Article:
Month: December 2007
Here, here, and here. I agree all around, noting only that inflation does, for mysterious reasons, seem to be a slight tax on savings (nominal interest rates don’t adjust completely to inflationary expectations, but don’t ask me why not). But that doesn’t change the overall argument very much. I’ll put the main point yet another way: with a commodity standard the money supply is often pro-cyclical, shrinking during business downturns. Who wants to risk that?
I haven’t followed Ron Paul closely, and while I like many of his libertarian ideas, I am discomforted by his overall anti-intellectual demeanor. He strikes me as the kind of person who has a natural attraction to conspiracy theories. However he is only allowed to believe the ones that coincide with his libertarian ideology. Which isn’t so many (most of those theories are dreamt up by non-libertarians and thus have anti-libertarian elements), and that means he ends up sounding more somewhat sensible than he really is.
I don’t doubt Paul’s sincerity, but I would like to know his theory of why most economists — even market-oriented ones — don’t agree with him on monetary policy. I suspect he thinks he knows some secret that others do not.
There’s what a politician believes, and how a politician believes. As I get older I put increasing weight on the latter. As a protest vote, Ron Paul seems fine, but hearing him or reading about him just makes me depressed. A good rule of thumb is not to get too excited about any candidate whose actual election would make the Dow lose thousands of points.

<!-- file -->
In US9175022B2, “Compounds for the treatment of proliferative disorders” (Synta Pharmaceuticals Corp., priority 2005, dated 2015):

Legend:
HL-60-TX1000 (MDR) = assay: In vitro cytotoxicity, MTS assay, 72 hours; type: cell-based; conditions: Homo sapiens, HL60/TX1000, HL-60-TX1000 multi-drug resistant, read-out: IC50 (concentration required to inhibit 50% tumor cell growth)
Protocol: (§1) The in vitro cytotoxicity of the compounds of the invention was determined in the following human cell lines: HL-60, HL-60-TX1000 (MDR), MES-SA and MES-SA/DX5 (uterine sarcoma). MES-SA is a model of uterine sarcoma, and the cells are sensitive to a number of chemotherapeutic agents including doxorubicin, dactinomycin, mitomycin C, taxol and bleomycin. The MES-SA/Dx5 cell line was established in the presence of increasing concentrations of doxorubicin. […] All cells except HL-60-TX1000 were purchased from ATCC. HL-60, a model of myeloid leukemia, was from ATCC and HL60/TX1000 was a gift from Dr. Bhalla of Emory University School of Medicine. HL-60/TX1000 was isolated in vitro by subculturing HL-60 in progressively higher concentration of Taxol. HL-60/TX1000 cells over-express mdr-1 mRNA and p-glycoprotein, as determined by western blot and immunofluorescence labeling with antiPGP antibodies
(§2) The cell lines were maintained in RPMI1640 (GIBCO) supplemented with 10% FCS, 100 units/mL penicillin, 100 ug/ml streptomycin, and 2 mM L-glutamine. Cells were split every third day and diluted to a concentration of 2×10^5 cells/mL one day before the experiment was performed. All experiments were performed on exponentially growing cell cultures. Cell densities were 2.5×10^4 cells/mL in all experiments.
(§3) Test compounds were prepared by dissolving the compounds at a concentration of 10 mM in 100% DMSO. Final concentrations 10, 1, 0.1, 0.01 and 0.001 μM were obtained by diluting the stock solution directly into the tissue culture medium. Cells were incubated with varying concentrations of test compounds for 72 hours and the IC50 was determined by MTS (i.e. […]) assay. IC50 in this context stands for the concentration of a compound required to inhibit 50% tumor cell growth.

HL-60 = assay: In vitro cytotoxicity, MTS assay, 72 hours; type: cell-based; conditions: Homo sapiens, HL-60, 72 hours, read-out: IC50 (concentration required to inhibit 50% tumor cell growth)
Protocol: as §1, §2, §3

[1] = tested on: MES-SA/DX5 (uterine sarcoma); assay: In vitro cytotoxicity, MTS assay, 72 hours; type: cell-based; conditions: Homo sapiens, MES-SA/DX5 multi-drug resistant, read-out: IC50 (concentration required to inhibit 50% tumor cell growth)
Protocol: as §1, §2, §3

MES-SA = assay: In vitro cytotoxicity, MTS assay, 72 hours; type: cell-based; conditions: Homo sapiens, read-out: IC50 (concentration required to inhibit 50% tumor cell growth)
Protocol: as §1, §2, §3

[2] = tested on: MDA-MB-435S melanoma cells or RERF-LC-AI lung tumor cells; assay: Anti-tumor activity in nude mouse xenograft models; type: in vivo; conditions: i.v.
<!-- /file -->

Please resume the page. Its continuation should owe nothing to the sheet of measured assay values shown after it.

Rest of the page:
Addendum: If you’d like a different point of view, here is Alina Stefanescu on Ron Paul.
The second part of our Mexico trip will be to Veracruz. Again your suggestions are most welcome…
Robin Hanson writes:
For good policy advice, what is the best weight to place on economic theory, versus (individual or cultural) intuitive judgment? [TC: that’s Robin reproducing someone else’s words]
My guess is over 75% weight, so I try to mostly just straightforwardly apply economic theory, adding little personal or cultural judgment [TC: that’s Robin].
In a nutshell, this is the major difference between Robin and me. In my view there is no such thing as "straightforwardly applying economic theory," unless your prescriptions are limited to "we cannot prove that Giffen goods do not exist." Theories are always applied and interpreted through our personal and cultural filters and there is no other way it can be. Robin believes in an Archimedean point for using theory, I do not. Furthermore we often need to apply personal and cultural judgment to offset the sometimes-erroneous judgments and biases built into the economic way of thinking. Robin’s post is the clearest example I have seen of what I call Robin’s logical atomism.
Again, this is me reporting what I think are the consensus picks, not my personal opinions:
1. Best jazz album of the year: Charles Mingus Sextet with the Eric Dolphy, Cornell 1964. Personally I like this CD very much, but I wouldn’t recommend it to anyone who doesn’t already know most of the essential Mingus. Dee Dee Bridgewater, who sings jazz over a kora background from Mali, was another popular selection. I often find jazz singing too facile but the African mix provides an appropriately meaty counterweight.
2. World music: Tinariwen, Aman Iman: Water Is Life. They’re the desert nomads who were described as the world’s greatest rock and roll band by Slate.com. Runner-up would be Segu Blue, by Bassekou Kouyate and Ngoni Ba. Acoustic string music from Mali is in this year, plus there is Bembeya Jazz National, from Guinea. Here is a very good NPR list of top world music picks.
3. Haitian CD: Erol Josue, Regleman. A clear winner in this category.
4. Lee Perry collection: Ape-ology. The best of the best. Again. It’s funny, but this category has a winner just about every year. In the Coasian durable goods monopoly game, price is falling rapidly…
Jim Cramer says buy index funds.
Yes, everything, drive your friend (or enemy) crazy with obscure postcards:
You are bidding on a
rare chance to traumatize a treasured friend or relative with baffling,
mind-numbing, mystery correspondence from abroad.
Here is the arrangement:
will be spending the Christmas holiday in Poland in a tiny village that